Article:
“I imagine whatever we don’t find on the stove, or in the freezer, will be in her stomach.”

Johnson doubled over, dry heaving into the pit of his elbow.

“Hell hath no fury, right?” Williams said dryly.

“Yea, and Satan hath no appetite.”

word count: 169

—Nortina


photo-20160104141846369Flash Fiction for Aspiring Writers is a weekly challenge where you write a story in 75-175 using the provided photo prompt as inspiration. Click the froggy icon to read other stories inspired by the photo and add your own.

 

Fickle Teenage Love

Meet me at midnight under the giant Hershey’s Kiss.

Rachel pressed her phone against her chest. This was it. As the bells rang, and the confetti flew, and the star atop the decommissioned water tower descended upon the town of roughly 1,000, Rachel would receive her first kiss. At 12:01, her year of love and happiness, conjured by the pressing together of lips with the boy of her dreams, would begin.

Rachel’s father leaned back and popped the tin lid on the bottle of sparkling cider. “Let’s stay in this year.”

“I agree. I’m tired of the waterworks,” her mother add. “That tower still leaks, and Rachel’s always crying because some boy didn’t meet her like he promised he would.”

Her father looked up. “Who is it this time?”

“Bryan.”

“That emo kid? Heavens no! You are staying in this house,” her mother commanded.

“God! You’re ruining my life!” Rachel screamed then stomped up the stairs, two at a time.

“And now the waterworks.” Her mother rolled her neck. “Open a bottle of wine, would ya, sweetie?”

word count: 175

—Nortina


photo-20151228061913907Written in response to this week’s photo prompt for Flash Fiction for Aspiring Writers–a weekly challenge where you write a story in 75-175 using the provided photo prompt as inspiration. Also written for Days 28-29 of 31 Days of Holiday Hooligans.

I’m Dreaming of a White Christmas…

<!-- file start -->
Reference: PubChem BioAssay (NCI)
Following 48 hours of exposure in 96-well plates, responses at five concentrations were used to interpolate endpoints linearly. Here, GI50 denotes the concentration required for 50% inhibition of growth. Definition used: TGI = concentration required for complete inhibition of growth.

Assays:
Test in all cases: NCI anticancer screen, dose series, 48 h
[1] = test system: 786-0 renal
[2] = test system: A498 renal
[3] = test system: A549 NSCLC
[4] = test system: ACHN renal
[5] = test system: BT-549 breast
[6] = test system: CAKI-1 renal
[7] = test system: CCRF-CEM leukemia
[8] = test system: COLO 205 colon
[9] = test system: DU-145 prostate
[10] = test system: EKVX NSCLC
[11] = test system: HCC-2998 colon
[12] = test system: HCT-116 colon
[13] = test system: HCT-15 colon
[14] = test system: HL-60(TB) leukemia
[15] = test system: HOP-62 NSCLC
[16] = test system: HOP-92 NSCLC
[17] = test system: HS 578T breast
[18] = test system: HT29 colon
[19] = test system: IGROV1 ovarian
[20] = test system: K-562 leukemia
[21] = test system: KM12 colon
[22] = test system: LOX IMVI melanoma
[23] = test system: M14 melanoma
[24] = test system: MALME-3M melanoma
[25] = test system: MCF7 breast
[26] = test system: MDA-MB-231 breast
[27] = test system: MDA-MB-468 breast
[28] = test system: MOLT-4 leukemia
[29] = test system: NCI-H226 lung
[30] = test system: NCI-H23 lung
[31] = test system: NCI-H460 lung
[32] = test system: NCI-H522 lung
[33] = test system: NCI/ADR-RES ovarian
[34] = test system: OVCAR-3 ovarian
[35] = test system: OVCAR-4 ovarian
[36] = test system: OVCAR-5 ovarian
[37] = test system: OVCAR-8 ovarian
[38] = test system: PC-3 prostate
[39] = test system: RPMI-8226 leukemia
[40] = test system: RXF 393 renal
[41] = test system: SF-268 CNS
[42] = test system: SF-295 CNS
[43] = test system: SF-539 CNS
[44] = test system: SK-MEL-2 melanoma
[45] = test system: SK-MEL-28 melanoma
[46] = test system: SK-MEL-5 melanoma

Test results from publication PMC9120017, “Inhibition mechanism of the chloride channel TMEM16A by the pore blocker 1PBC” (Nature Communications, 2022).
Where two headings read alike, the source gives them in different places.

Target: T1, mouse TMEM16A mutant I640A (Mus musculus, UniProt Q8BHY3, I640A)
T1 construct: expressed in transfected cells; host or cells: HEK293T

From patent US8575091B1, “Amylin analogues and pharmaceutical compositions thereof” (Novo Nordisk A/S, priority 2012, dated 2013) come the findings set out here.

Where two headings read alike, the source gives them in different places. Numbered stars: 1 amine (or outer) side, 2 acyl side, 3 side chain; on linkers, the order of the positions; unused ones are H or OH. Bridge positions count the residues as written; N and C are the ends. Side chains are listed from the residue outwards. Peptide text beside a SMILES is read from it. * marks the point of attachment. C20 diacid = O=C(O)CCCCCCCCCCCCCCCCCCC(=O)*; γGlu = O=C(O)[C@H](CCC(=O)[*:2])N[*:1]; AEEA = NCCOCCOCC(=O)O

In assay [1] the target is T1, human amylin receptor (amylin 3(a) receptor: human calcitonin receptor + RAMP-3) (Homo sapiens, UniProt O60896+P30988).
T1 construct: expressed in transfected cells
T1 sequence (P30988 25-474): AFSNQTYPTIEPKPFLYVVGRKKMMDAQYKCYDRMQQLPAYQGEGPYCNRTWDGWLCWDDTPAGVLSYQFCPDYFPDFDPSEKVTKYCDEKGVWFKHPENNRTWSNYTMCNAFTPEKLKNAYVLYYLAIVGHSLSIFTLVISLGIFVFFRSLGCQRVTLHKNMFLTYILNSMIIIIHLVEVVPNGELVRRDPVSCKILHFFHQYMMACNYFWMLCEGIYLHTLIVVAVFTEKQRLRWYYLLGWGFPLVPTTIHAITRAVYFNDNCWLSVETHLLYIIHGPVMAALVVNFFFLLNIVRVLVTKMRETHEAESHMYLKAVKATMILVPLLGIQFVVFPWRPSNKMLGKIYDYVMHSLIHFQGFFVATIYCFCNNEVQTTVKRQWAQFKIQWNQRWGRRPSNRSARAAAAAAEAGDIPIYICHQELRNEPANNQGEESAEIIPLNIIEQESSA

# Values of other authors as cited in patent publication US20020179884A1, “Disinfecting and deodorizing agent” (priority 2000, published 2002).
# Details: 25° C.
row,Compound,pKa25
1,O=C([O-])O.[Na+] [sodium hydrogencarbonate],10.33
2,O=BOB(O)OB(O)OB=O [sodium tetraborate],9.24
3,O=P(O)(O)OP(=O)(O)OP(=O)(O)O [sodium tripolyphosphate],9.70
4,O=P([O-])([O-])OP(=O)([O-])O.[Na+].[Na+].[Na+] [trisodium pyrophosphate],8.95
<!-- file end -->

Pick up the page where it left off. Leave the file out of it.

It’s not even cold outside. The weatherman expects record-breaking highs Christmas Eve and Christmas Day with temperatures around 70 degrees, maybe even warmer.

The only precipitation we’ve had this winter is rain. I hum to the pitter-patter of raindrops. I twirl my umbrella in my hands, imagine it looks like a spinning dreidel from above. Water droplets slip off the edge and fall to the warm sidewalk. Steam rises from the concrete as the rain cools it, creating a thick fog.

Through the heavy mist I see the shadow of a man. I stare at his feet as he approaches me, his movement swirling the waves of gray. The heels of his boots clink on the sidewalk but make no sound. He extends his hand, touches my shoulder. Goose bumps spread along my arms, beaded like braille. He reads my arousal, grazing his fingertips down to my wrist, sending a chill throughout my body.

“Oooh, Jack,” I say, “you always know how to make it feel like December.”

word count: 167

—Nortina


photo-20151221094040602This piece is a combination of Day 22 of 31 Days of Holiday Hooligans (I use the term hooligan loosely for this story) & Flash Fiction for Aspiring Writers (a weekly challenge where you write a story in 100-175 using the provided photo prompt as inspiration).